Trying to stay warm!

January 11, 2011

Snow Day Sundae

If you think it's snowy where you are, you should see the streets of Brooklyn! I decided to celebrate the downfall with this delicious sundae. Lucky for me, the Real Kosher grocery is right across the street and carries many vegan delicacies!

Happily snowed in (for the night),

January 9, 2011

Pumpkin Challah

If you were someone who thought that egg-free challah was impossible, now's the time to breathe a big sigh of relief. VegNews let me in on the secret of getting a rich, eggy texture by using yams or sweet potatoes. I used pumpkin and was completely satisfied with the result. You can top the loaf with poppy or sesame seeds and coarse, kosher sea salt. This recipe yields two loaves or one very giant party-sized loaf.

1 cup pureed pumpkin (canned or homemade)
1 1/2 cups hot water
2 Tbs. agave nectar
2 Tbs. active dry yeast
1  tsp. salt
1 Tbs. canola oil
3 cups all purpose flour
3 cups high gluten flour

In a large bowl, mix together the pumpkin, hot water, and agave nectar. Wait until mixture is warm but not too hot. Add the yeast. Use  a whisk to mix the yeast thoroughly into the wet ingredients. Wait 5-10 minutes for the yeast to activate. Add  the oil, salt and flour, one cup at a time alternating between AP and HG.  Continue to add flour until the dough resembles a soft ball. Knead the dough on a floured surface for 10 minutes until elastic. Let the dough rise in an oiled bowl for 2 hours or until doubled.

Once the dough has risen, remove and shape into 3-6 ropes. Braid the dough and let it sit for another 20 minutes while your oven preheats to 350 degrees. Place the risen braid on a baking sheet lined  with parchment paper. Mix together 2 Tbs. agave nectar with 1/4 cup hot water and brush on loaf. Sprinkle with seeds and salt. Let bake for 30-45 minutes or until slightly browned. Once out of the oven, smother with earth balance and enjoy!

Bread-lovers, rejoice!

January 7, 2011

Pizza Party

There is really nothing better than a good old-fashioned pizza party. After the dough had risen, a few friends came over and we busted out the 2 liter of soda and got to dressing up four gorgeous veggie pizzas. For toppings we used green peppers, roasted garlic, sauteed mushrooms, carmelized onions, fresh tomatoes, green olives, and artichokes. Thinly sliced soy cheese melted beautifully atop both the baked and the fried pizzas. My friend, and resident pizza-expert, JA, taught me how to stretch dough out for perfect pizzas. I used to just spread the dough out in a kind of messy flurry but now I am trying to learn the patient art of working the dough with my fists and pointer fingers. I've included a recipe for dough which you can try out. It's easy and you can even do it in a food processor if you have one of those gleaming giant ones.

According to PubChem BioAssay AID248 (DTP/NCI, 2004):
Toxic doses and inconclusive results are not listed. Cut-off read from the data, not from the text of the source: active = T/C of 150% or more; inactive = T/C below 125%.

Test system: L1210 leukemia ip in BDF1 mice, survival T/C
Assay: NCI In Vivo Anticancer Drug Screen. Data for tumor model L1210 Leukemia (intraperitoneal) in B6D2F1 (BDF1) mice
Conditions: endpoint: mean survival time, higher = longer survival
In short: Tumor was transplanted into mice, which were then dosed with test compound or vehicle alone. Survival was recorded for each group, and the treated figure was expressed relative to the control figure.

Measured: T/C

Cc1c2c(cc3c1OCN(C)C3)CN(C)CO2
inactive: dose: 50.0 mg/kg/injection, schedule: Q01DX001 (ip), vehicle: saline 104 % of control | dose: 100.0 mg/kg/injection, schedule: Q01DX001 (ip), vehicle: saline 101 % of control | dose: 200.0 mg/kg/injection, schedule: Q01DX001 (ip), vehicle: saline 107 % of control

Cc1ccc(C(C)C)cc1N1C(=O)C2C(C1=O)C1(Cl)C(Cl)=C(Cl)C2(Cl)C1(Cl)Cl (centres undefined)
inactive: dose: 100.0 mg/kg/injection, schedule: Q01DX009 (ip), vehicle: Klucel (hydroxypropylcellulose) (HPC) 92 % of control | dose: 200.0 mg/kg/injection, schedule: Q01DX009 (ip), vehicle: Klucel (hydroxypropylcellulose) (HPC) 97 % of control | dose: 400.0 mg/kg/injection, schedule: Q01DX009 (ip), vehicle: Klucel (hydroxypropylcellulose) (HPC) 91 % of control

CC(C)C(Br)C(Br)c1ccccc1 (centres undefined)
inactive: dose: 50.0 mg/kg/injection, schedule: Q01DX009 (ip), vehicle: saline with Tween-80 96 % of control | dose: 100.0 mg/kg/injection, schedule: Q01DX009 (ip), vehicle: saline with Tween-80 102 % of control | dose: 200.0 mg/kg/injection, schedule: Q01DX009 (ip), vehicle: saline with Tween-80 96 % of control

dough ingredients
2 tsp active dry yeast
1 tsp agave nectar
2 cups warm water
5 cups all purpose flour
2 tsp salt

In a large bowl, mix together the yeast, warm water, and agave nectar. Let sit in a warm place near your radiator for 5 minutes. Once yeast is frothy, add the salt and flour one cup at a time. Let the dough rise for two hours. Don't rush it. You can make 3-5 pizzas out of this dough depending on what size you are going for. Divide the dough and roll into 3-5 balls. Let rest for another 20 minutes. Prepare your toppings. Make sure to cook all of your toppings beforehand if you are going to cook the pizzas over the stove. Press the dough out from the center of the circle and pick up the dough, stretching it with your fists and pointer fingers. It doesn't have to look perfect, just focus on a thin crust with a thicker exterior ring.

Bake in an oven preheated to 450 or 500. Bake till crust is crispy and toppings are lightly browned.


January 2, 2011

Soy-Free Chocolate Bundt Cake

Happy holidays, folks. I hope you all had a very merry time with those closest to you, taking walks, watching football and (most importantly) eating delicious food. Knowing my Christmas day was to be spent traveling from one city to another, I baked this classic bundt cake that is holds itself together through TSA checkpoints and high altitude and dry, western air. My dear friend, EJ, introduced me to this delicious recipe by Isa, and here it is modified a tad and presented to you. Add dried cherries, fresh blueberries or chocolate chips and enjoy any time of the year!

1 1/2 cups strong, black coffee
2/3 cup dutch pressed cocoa powder (splurge, it's worth it!)
1 1/2 cups sugar
1/2 cup veg. oil
1/3 cup applesauce
1/4 cup cornstarch
1 1/2 tsp. vanilla extract
1/2 tsp. almond extract
2 cups flour
1 tsp. baking soda
1 1/2 tsp. baking powder
1/2 tsp. salt

Go to your neighborhood's coffee shop and buy a large cup of your favorite roast. Slurp a bit while walking home and pour the rest in a small saucepan over medium heat. Preheat your oven to 325. Once coffee is hot, add the cocoa and stir with a whisk until combined. Remove from heat. In a small bowl mix together the sugar, oil, applesauce, and cornstarch until the cornstarch is no longer lumpy. Add the extracts. Next, mix the dry ingredients together in a large bowl with a whisk. Mix the wet ingredients together and add all at once to the dry ingredients. Be careful not to over-mix! Bake in a greased-up bundt pan for 50 or so minutes or until a knife comes out just a bit sticky.

After 15 minutes of cooling, flip the cake onto a plate and dust with powdered sugar or icing. I usually make a sloppy ganache frosting and then cover the whole thing in slivered almonds. To make a ganache, heat 1/2 a bag of chocolate chips on the stove with a splash of soymilk and whisk until smooth.

Here's to the new year!